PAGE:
CMAAO Corona Facts and Myth Local Reactions to vaccine |
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CMAAO Corona Facts and Myth Local Reactions to vaccine

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With input from Dr Monica Vasudev
1433: Local reaction to Modernas COVID-19 vaccine
 
In a letter published in the New England Journal of Medicine, the authors have suggested that local reaction may appear up to 11 days after vaccination and symptoms can persist for as long as 11 days. In an analysis of 12 patients who exhibited delayed reaction after the first dose of the vaccine, it was reported that the median time to onset of the delayed reaction was 8 days and the symptoms resolved after a median of 6 days. 
It was not necessary that the local reaction will appear at the site of injection. In a 40-year-old woman, papules were seen on her palm and fingers which were reportedly due to the vaccine shot. In another 43-year-old male, urticarial plaques were seen on his elbows. Several patients were unnecessarily prescribed medications for the treatment. It has been noted that almost 84% of individuals receiving Moderna vaccine displayed some muscle soreness or tenderness, and 0.8% of patients in the initial vaccine trial reported a delayed injection-site reaction on or after 8 days. Delayed adverse reactions including erythema, induration and tenderness were seen less frequently (0.2% of patients) after the second dose. The symptoms usually resolved within 5 days. The recipients of the vaccine reported that any immediate signs would disappear, however a reaction would reappear within 4 to 11 days after the first dose, persisting for 2 to 11 days. Five of the 12 patients reported grade 3 plaques, with a diameter at least 10 cm. Some individuals also reported systemic reactions associated with the vaccine.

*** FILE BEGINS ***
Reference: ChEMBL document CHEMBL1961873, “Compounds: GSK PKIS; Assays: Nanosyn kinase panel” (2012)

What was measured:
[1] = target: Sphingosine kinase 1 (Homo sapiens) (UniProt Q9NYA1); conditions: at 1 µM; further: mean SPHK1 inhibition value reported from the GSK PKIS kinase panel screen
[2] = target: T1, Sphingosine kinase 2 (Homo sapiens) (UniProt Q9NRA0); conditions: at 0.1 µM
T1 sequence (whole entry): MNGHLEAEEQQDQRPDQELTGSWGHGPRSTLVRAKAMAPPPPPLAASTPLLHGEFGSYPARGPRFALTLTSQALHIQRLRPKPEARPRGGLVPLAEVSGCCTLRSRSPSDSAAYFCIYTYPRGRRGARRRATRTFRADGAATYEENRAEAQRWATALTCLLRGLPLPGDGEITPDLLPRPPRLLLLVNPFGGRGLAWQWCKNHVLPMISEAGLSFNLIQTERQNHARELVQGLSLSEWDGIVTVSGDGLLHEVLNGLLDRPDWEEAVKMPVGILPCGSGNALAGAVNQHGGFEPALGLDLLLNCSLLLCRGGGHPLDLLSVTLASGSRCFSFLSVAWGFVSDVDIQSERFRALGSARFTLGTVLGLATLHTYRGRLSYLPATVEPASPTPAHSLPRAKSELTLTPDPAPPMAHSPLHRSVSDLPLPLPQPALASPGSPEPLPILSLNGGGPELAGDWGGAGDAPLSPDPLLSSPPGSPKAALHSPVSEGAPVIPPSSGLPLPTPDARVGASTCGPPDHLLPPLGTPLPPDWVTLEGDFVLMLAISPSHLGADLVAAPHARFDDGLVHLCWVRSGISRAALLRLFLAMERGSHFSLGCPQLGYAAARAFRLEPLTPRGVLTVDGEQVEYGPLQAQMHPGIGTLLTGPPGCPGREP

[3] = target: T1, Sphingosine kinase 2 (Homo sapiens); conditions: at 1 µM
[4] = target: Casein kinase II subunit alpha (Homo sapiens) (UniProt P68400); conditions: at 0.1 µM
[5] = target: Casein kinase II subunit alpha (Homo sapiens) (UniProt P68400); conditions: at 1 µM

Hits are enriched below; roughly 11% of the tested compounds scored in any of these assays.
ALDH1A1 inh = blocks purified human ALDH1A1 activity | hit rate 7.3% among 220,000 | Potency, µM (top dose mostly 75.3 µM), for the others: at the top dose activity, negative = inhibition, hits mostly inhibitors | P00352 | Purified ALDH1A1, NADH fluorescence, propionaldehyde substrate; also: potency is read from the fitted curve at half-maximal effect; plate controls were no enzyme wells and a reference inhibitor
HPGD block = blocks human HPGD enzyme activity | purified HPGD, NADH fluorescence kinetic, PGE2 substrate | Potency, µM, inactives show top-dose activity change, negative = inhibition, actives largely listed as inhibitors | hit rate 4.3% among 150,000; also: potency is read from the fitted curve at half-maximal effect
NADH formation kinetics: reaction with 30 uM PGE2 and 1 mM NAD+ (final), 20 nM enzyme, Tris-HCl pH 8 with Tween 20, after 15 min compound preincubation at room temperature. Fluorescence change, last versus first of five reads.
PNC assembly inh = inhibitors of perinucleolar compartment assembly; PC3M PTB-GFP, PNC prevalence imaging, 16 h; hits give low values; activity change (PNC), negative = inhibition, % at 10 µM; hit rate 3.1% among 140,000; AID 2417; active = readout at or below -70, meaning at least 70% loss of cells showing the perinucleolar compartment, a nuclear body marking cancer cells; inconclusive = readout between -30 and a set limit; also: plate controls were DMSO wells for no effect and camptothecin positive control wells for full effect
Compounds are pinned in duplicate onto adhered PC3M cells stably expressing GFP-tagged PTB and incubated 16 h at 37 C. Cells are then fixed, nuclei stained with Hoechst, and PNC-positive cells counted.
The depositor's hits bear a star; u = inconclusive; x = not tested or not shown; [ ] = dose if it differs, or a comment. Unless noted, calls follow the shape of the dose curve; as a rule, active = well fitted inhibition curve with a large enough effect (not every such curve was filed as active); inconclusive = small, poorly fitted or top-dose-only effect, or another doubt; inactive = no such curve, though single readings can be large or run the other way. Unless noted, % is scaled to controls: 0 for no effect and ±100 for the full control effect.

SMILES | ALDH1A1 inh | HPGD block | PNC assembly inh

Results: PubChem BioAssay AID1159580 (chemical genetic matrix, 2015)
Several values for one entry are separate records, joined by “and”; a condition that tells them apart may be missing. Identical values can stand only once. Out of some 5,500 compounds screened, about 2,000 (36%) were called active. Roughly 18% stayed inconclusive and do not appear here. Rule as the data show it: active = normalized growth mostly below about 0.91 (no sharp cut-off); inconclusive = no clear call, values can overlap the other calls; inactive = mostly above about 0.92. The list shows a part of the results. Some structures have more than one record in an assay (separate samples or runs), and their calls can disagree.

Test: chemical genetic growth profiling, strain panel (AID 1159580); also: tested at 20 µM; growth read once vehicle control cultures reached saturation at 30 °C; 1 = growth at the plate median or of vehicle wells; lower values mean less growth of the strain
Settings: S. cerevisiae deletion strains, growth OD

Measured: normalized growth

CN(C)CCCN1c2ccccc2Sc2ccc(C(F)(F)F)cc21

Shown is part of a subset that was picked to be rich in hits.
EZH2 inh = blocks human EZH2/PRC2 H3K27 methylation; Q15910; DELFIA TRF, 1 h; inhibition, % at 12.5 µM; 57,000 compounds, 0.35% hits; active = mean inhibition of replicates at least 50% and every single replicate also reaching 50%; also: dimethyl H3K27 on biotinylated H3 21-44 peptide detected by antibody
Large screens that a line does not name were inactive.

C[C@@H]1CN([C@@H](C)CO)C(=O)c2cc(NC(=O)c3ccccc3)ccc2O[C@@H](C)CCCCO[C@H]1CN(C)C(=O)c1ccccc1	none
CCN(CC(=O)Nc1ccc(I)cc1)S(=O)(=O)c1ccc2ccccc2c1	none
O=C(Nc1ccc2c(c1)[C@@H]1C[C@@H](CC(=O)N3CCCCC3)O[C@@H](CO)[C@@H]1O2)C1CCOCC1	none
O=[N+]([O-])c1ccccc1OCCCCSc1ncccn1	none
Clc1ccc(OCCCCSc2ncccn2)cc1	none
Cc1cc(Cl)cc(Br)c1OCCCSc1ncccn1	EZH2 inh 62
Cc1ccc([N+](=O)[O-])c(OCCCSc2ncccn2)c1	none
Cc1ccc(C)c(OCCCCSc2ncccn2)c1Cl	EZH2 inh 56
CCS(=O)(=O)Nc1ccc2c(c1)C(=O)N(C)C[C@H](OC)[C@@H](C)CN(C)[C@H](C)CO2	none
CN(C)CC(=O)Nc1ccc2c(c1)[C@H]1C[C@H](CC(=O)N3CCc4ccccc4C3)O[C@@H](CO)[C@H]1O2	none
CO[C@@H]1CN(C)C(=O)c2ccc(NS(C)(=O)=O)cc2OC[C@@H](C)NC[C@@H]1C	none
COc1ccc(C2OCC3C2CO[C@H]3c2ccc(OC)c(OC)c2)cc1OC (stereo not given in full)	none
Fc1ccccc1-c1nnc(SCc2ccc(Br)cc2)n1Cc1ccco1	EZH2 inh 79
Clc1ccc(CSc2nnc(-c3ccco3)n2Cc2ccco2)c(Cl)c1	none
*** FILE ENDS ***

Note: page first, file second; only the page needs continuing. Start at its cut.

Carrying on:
CDC guidelines on safety precautions for fully vaccinated people.
 
1. The CDC is slated to release recommendations for vaccinated individuals stating that
a. Vaccinated people try to only socialize with other vaccinated people at home
b. They should continue to wear masks elsewhere along with observing other safety measures, such as social distancing
 
1435: Antibodies stimulated by exposure to South Africa’s dominant coronavirus variant can prevent infection by other virus variants
 
In a South African laboratory study, the findings conclude that COVID-19 vaccines based on the B.1.351 (or 20H/501Y.V2) might protect against other virus variants prevalent in different parts of the world. Professor at the National Institute for Communicable Diseases, Penny Moore said, ‘the antibody response from the 501Y.V2 variant was only reduced threefold against the first-wave virus, whereas the response from the first-wave virus was reduced nine-fold against 501Y.V2.’ A study published by the same group in Nature Medicine showed that antibodies to the virus strain previously circulating in South Africa doesnt neutralize the now-dominant B.1.351/501Y.V2 variant. (https://go.nature.com/3bcU4zt). Vaccine manufacturers including Pfizer, AstraZeneca and Johnson & Johnson were already making vaccines based on the B.1.351/501Y.V2 variant. It has been suggested that by the end of 2021, most of the vaccine manufacturers would have adapted their shots to the mutated strain. The researchers have said that this would happen, "not because they are specifically worrying about the virus coming from South Africa ... but because key mutations in the 501Y.V2 are actually also present in many other variants".

Dr KK Aggarwal
President CMAAO, HCFI and Past National President IMA

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